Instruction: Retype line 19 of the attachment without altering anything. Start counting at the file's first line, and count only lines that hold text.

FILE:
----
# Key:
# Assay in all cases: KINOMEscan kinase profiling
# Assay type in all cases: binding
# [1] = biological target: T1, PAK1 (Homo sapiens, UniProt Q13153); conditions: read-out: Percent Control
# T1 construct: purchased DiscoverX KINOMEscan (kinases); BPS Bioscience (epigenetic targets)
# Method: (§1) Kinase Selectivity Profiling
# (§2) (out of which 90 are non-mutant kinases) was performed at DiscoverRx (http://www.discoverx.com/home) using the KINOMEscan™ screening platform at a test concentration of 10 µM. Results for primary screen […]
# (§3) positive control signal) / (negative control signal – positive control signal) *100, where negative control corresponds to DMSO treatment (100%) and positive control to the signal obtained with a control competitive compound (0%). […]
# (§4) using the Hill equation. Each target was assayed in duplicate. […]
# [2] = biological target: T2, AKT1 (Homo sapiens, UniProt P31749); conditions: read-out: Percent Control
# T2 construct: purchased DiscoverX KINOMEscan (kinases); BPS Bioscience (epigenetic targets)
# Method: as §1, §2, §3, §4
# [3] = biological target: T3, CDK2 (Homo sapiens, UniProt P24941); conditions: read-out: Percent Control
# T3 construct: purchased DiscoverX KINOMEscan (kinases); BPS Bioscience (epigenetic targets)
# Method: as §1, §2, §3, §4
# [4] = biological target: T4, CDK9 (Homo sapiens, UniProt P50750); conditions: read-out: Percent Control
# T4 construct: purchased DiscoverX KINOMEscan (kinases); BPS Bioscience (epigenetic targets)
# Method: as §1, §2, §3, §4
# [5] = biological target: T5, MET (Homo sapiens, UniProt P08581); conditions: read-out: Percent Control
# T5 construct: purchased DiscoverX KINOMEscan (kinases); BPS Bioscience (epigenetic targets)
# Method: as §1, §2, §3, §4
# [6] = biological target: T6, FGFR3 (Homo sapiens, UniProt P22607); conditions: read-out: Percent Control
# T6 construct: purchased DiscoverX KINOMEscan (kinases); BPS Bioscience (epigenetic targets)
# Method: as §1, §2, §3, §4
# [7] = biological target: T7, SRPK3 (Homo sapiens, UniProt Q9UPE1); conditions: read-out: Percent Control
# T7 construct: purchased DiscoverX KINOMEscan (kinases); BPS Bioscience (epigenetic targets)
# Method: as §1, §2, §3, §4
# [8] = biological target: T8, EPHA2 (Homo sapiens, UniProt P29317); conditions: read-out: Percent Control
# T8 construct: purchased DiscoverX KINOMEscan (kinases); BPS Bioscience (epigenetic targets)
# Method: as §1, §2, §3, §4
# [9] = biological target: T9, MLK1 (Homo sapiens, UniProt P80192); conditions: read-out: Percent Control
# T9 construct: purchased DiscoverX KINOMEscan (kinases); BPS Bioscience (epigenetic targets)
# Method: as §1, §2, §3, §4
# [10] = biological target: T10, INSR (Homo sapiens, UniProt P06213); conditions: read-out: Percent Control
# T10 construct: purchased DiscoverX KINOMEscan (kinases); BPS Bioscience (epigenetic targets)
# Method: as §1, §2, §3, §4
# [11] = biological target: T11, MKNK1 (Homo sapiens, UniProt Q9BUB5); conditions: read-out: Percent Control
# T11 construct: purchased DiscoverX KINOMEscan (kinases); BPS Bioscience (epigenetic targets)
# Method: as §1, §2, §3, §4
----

# [5] = biological target: T5, MET (Homo sapiens, UniProt P08581); conditions: read-out: Percent Control